Here we are again with the Dispatcher series. What weird pseudo-murder mystery do we have in store for us this time?
Oh… it’s about… crypto currency. Fun.
When the world is struck by the global pandemic, Tony Valdez must give up his opportunity to work with the police force and return to his work as a Dispatcher. One day on the job, an old friend of Tony’s arrives in the hospital, mortally wounded and refusing Dispatch, hiding a card that could well be the key to a vast fortune of crypto currency. Soon, Tony finds himself embroiled in a plot of corporate subterfuge with Chicago’s elite. Will he be able to keep his friend, or even himself, safe?
As you might have gathered, this book is a bit more grounded in real life than the last two. Sure, people still come back from being murdered for some reason. But they’ve also got to deal with a post-COVID world and crypto scams making people rich and stuff like that. Which I’m honestly not too excited about, but maybe that’s because I’m still reeling from having lived that stuff.
Well, except the getting scammed part. Because I’m stupid, but not that stupid.
The plot here is… okay. It’s an intricate web of corporate subterfuge and corrupt deals and stuff like that. It’s fairly engaging and comes to a pretty satisfying conclusion.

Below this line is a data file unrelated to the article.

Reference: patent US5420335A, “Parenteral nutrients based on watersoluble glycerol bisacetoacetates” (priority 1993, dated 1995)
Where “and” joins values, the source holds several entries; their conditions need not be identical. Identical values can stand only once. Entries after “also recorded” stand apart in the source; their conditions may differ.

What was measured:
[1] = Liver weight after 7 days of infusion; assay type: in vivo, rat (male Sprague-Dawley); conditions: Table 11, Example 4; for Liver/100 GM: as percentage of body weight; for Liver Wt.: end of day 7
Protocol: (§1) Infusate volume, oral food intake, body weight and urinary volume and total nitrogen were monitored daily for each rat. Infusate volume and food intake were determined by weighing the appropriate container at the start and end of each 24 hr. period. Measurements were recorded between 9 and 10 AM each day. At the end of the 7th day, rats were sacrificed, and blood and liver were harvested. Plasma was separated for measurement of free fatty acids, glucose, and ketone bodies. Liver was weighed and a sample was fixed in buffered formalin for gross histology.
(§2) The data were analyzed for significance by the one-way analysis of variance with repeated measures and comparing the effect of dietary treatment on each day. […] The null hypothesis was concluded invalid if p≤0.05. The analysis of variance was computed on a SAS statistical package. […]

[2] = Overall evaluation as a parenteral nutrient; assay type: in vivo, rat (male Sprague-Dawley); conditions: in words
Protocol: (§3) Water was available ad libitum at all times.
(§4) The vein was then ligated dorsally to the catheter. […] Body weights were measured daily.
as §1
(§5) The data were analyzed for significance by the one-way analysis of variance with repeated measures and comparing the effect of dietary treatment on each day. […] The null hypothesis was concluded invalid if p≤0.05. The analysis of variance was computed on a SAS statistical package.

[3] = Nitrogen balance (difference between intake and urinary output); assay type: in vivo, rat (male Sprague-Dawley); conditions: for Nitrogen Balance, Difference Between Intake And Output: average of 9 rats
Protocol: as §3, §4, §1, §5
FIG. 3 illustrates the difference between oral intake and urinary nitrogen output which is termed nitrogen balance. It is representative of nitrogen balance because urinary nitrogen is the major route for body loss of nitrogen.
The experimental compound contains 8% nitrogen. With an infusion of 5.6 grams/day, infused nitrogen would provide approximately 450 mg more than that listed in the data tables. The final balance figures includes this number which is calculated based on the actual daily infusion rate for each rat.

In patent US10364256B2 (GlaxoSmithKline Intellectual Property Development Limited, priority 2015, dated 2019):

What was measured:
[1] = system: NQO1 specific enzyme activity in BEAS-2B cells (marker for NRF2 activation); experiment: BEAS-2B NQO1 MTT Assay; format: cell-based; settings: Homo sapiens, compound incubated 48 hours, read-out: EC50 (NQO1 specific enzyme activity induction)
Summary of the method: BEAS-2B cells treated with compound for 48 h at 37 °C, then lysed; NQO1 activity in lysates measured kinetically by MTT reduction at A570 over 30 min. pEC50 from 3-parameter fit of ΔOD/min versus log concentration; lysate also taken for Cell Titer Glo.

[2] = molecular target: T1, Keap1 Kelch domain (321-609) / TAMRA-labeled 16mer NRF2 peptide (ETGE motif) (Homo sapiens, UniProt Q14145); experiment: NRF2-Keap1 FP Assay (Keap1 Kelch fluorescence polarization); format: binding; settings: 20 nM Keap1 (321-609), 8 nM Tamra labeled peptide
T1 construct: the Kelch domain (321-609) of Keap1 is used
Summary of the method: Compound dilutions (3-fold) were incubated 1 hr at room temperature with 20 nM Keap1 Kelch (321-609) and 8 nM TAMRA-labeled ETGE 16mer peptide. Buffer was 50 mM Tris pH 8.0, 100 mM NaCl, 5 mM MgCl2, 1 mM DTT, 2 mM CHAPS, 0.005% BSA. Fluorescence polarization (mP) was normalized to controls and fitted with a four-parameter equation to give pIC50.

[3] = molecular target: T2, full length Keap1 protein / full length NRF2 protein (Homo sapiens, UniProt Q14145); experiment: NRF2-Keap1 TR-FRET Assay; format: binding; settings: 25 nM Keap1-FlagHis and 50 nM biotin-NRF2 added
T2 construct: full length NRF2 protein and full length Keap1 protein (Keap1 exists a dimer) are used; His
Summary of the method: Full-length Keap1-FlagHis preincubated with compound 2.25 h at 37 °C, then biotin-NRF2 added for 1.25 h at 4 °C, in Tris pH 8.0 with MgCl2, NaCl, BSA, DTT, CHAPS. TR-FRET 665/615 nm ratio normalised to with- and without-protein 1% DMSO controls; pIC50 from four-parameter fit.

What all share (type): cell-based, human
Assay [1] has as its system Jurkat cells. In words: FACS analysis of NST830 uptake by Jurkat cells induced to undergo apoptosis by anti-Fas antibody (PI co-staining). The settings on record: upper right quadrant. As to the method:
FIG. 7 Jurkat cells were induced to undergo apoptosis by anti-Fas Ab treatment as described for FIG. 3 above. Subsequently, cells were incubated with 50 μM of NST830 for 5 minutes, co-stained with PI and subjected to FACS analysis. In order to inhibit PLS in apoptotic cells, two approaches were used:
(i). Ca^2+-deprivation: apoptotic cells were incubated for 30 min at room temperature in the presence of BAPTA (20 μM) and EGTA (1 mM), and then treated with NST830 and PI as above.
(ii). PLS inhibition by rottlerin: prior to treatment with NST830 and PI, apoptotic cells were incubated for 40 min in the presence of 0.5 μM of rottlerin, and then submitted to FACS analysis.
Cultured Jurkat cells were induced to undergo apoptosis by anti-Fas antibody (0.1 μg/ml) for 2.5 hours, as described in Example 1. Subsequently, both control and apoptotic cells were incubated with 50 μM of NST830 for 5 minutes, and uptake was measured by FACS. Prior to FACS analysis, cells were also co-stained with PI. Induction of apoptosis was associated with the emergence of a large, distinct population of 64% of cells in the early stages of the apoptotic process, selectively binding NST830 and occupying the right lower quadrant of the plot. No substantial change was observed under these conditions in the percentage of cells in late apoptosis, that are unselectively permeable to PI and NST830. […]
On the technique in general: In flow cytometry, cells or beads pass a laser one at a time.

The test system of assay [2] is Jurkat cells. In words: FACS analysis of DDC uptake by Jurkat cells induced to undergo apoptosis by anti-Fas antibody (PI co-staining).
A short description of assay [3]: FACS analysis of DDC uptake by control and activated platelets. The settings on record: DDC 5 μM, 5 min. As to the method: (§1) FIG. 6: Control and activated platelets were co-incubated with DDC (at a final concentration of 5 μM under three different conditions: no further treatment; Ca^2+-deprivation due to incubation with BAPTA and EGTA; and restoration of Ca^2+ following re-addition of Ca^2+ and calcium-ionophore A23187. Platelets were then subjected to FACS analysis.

One thing I love is how this book explores the darker side of a world wherein people can just pop up from being murdered. We see how the heartless rich elite have created disgusting twisted games of torture and brutality, justifying it with the excuse that they’ll be able to fix it with a Dispatcher on hand. It can get pretty grotesque and it’s really fucked up. It was easily the most interesting part of the book.
My main problem is with the characters. They’re just not all that compelling in this entry. Things happen to them and they react and they say witty things, but I just never got emotionally invested in any of them. Especially since pretty much everyone is an asshole to everyone, so it’s hard to like anyone.
I dunno, maybe that’s just how it is in Chicago.
Travel By Bullet was okay. It was short enough that none of its shortcomings became a major issue, so it was still an enjoyable story. But will I ever go back to it? No. Probably not.
This feels like a decent point for the Dispatcher series to end. The limits of this premise are starting to make themselves known. If it were to wrap up here, I wouldn’t have any complaints.